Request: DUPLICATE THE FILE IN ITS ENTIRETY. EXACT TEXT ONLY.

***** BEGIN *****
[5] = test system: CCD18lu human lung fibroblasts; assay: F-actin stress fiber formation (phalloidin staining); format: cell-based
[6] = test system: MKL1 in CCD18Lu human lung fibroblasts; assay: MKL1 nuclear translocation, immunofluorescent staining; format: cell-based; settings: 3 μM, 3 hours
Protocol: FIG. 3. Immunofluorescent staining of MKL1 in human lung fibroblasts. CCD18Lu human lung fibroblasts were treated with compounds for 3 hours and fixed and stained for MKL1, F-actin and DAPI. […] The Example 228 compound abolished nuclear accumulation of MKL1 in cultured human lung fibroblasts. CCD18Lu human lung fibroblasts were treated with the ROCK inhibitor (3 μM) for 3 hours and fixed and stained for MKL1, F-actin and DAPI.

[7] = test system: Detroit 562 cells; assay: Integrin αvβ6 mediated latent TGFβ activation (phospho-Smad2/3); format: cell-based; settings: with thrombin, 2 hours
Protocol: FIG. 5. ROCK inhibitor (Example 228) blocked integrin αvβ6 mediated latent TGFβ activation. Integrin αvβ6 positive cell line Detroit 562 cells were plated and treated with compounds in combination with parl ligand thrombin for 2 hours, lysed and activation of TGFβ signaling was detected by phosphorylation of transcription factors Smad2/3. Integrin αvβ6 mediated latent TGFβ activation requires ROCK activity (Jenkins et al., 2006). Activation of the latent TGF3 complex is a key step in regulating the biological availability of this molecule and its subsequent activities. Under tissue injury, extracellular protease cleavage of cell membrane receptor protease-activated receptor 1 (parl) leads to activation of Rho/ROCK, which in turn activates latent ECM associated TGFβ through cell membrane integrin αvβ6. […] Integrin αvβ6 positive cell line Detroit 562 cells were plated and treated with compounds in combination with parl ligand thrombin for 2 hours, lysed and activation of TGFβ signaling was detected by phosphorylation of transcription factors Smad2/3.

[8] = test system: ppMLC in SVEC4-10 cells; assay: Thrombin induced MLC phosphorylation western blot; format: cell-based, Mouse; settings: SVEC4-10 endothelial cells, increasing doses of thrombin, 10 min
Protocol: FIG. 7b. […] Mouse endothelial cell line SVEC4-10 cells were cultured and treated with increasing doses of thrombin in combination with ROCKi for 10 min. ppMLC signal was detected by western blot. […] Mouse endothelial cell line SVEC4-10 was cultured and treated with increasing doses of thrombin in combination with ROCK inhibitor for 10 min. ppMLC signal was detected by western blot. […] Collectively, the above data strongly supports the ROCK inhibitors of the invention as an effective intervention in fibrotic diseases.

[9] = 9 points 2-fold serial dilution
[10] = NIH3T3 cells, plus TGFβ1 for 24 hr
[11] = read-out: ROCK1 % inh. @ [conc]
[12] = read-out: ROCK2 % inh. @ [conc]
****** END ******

[5] = test system: CCD18lu human lung fibroblasts; assay: F-actin stress fiber formation (phalloidin staining); format: cell-based
[6] = test system: MKL1 in CCD18Lu human lung fibroblasts; assay: MKL1 nuclear translocation, immunofluorescent staining; format: cell-based; settings: 3 μM, 3 hours
Protocol: FIG. 3. Immunofluorescent staining of MKL1 in human lung fibroblasts. CCD18Lu human lung fibroblasts were treated with compounds for 3 hours and fixed and stained for MKL1, F-actin and DAPI. […] The Example 228 compound abolished nuclear accumulation of MKL1 in cultured human lung fibroblasts. CCD18Lu human lung fibroblasts were treated with the ROCK inhibitor (3 μM) for 3 hours and fixed and stained for MKL1, F-actin and DAPI.

[7] = test system: Detroit 562 cells; assay: Integrin αvβ6 mediated latent TGFβ activation (phospho-Smad2/3); format: cell-based; settings: with thrombin, 2 hours
Protocol: FIG. 5. ROCK inhibitor (Example 228) blocked integrin αvβ6 mediated latent TGFβ activation. Integrin αvβ6 positive cell line Detroit 562 cells were plated and treated with compounds in combination with parl ligand thrombin for 2 hours, lysed and activation of TGFβ signaling was detected by phosphorylation of transcription factors Smad2/3. Integrin αvβ6 mediated latent TGFβ activation requires ROCK activity (Jenkins et al., 2006). Activation of the latent TGF3 complex is a key step in regulating the biological availability of this molecule and its subsequent activities. Under tissue injury, extracellular protease cleavage of cell membrane receptor protease-activated receptor 1 (parl) leads to activation of Rho/ROCK, which in turn activates latent ECM associated TGFβ through cell membrane integrin αvβ6. […] Integrin αvβ6 positive cell line Detroit 562 cells were plated and treated with compounds in combination with parl ligand thrombin for 2 hours, lysed and activation of TGFβ signaling was detected by phosphorylation of transcription factors Smad2/3.

[8] = test system: ppMLC in SVEC4-10 cells; assay: Thrombin induced MLC phosphorylation western blot; format: cell-based, Mouse; settings: SVEC4-10 endothelial cells, increasing doses of thrombin, 10 min
Protocol: FIG. 7b. […] Mouse endothelial cell line SVEC4-10 cells were cultured and treated with increasing doses of thrombin in combination with ROCKi for 10 min. ppMLC signal was detected by western blot. […] Mouse endothelial cell line SVEC4-10 was cultured and treated with increasing doses of thrombin in combination with ROCK inhibitor for 10 min. ppMLC signal was detected by western blot. […] Collectively, the above data strongly supports the ROCK inhibitors of the invention as an effective intervention in fibrotic diseases.

[9] = 9 points 2-fold serial dilution
[10] = NIH3T3 cells, plus TGFβ1 for 24 hr
[11] = read-out: ROCK1 % inh. @ [conc]
[12] = read-out: ROCK2 % inh. @ [conc]